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Biceps Tendon Rupture

The biceps muscle is the large muscle in the front of your upper arm. It is the muscle most flexed by strongmen in demonstrating their muscles. The biceps is attached at the top in the shoulder and then below the elbow into the radius bone by a strong tendon.

This strong tendon at the elbow can rupture with a very strong contraction of the biceps muscle. People may feel a pop in the elbow and pain. This usually happens when the tendon is already worn and prone to injury. 

Distal biceps tendon rupture:

The people most likely to get a biceps tendon rupture are strength athletes, bodybuilders and heavy manual workers. Generally, males over the age of 35 years. Unlike other tendon ruptures, steroid use has not been shown to be involved in the rupture of the distal biceps.

After the injury there is usually localised pain at the front of the elbow, with bruising and swelling. The biceps muscle may retract up the upper arm crating a prominent bump, known as the 'Popeye' sign. This is often visibly different to the other biceps when contracting the muscle.


Click for larger view of biceps rupture
 

A biceps tendon rupture leads to weakness of the elbow and forearm if not repaired. People have difficulty twisting a screwdriver, turning a key and lifting weights. This is due to 55% reduction in forearm twisting strength (supination power) and 36% reduction in elbow bending strength (flexion power).

Therefore, early operative repair is the treatment of choice to restore full strength and correct the deformity. Repair should be undertaken within 3 weeks of the injury, or as early as possible.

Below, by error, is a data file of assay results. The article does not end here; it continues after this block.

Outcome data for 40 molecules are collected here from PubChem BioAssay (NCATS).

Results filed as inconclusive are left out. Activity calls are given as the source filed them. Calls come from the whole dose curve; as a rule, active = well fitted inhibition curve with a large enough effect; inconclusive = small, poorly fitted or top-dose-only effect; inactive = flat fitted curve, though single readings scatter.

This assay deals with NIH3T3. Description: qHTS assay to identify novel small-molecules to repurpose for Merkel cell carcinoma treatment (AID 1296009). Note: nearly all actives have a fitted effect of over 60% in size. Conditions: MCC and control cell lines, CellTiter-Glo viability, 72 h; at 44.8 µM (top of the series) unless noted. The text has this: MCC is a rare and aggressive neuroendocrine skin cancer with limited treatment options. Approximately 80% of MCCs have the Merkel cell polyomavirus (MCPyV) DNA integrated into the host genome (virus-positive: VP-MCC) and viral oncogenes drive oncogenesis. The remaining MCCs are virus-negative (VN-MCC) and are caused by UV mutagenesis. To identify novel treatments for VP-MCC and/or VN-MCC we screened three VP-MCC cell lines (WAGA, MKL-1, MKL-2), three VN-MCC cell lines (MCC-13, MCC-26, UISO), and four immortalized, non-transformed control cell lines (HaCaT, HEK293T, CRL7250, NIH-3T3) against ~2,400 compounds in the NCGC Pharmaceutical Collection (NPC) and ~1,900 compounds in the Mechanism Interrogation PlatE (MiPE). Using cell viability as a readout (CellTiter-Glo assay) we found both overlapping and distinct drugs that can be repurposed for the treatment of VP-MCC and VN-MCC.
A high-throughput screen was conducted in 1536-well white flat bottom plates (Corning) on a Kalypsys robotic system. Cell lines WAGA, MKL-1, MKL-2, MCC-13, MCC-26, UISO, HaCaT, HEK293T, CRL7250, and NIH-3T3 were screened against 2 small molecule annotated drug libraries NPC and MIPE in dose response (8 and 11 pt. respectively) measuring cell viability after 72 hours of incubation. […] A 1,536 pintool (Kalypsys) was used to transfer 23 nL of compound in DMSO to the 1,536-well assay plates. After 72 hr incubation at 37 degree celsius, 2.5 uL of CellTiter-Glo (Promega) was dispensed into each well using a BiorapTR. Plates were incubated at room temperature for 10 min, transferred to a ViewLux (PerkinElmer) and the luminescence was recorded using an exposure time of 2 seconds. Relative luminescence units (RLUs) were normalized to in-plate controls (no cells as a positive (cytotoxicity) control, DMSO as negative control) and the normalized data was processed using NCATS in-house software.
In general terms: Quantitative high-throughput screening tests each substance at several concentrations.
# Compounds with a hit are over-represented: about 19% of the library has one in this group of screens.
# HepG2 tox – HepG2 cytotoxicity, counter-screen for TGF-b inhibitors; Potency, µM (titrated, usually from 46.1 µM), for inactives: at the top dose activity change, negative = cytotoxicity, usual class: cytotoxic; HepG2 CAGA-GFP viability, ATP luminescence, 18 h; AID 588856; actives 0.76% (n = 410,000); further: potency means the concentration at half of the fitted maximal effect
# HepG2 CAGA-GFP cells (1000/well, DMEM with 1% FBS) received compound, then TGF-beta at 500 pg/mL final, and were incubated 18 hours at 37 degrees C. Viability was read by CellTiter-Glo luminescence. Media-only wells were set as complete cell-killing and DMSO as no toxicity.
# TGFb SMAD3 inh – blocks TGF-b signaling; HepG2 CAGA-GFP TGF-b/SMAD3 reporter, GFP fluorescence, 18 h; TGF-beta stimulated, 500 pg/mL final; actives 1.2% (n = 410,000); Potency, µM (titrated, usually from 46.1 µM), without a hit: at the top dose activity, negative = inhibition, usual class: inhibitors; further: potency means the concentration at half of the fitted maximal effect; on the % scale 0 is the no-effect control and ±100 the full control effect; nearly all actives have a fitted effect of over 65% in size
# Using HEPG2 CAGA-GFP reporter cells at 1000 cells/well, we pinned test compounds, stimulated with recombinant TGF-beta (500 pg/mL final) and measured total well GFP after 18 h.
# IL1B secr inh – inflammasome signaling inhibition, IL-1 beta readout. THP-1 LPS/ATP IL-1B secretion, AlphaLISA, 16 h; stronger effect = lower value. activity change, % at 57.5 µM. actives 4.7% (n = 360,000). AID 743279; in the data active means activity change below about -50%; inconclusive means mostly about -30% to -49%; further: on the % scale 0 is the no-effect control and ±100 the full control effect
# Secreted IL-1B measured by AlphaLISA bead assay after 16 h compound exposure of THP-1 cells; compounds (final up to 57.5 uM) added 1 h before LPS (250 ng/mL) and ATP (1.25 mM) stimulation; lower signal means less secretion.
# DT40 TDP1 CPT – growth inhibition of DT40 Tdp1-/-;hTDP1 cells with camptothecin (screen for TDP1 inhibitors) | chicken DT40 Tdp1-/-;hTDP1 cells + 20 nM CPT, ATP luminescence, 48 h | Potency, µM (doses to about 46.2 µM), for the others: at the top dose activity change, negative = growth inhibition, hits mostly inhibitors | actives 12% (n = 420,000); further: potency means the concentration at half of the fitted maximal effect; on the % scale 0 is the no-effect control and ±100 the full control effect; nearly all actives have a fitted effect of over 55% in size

There are many different repair techniques. We favour a small (percutaneous) approach and repair with strong bone anchors, reattaching the tendon down to the bone. The repair is strong and patients can start moving soon after the surgery. However lifting must be avoided for at least 6 weeks after surgery. Click here for more details .

A biceps tendon rupture that is over 4 weeks old is often more difficult to repair directly. The tendon is often retracted up the arm and stuck, so a second higher incision may be made to retrieve it. Sometimes a reconstruction with another tendon might be required. In such chronic cases we 'bridge' the repair and reinforce it with either tendon from the patient's thigh (tensor fascia lata) or a tendo-achilles allograft.  This is similar to the ligaments used in knee ligament reconstructions


References:

  1. Baker BE, Bierwagen D. Rupture of the distal tendon of the biceps brachii: Operative versus non-operative treatment. J Bone Joint Surg. 1985;67A:414-417.
  2. Morrey BP, Askew LJ, An KN, Dobyns JH. Rupture of the distal tendon of the biceps brachii: A biomechanical study. J Bone Joint Surg. 1985;67A:418-421.
  3. Hang DW, Bach BR, Bojchuk J. Repair of chronic distal biceps brachii tendon rupture using free autogenous semitendinosus tendon. Clin Orthop. 1996;323:188-191. Abstract
  4. Levy HJ, Mashoof AA, Morgan D. Repair of chronic ruptures of the distal biceps tendon using flexor carpi radialis tendon graft. Am J Sports Med. 2000;28:538-540. Abstract
  5. M Agarwal, W Khan, L Funk. Surgical Repair of Distal Biceps Tendon Avulsion using Biotenodesis Screw Fixation Technique - Archives of Orthopaedic and trauma surgery, Feb 2004. - Article

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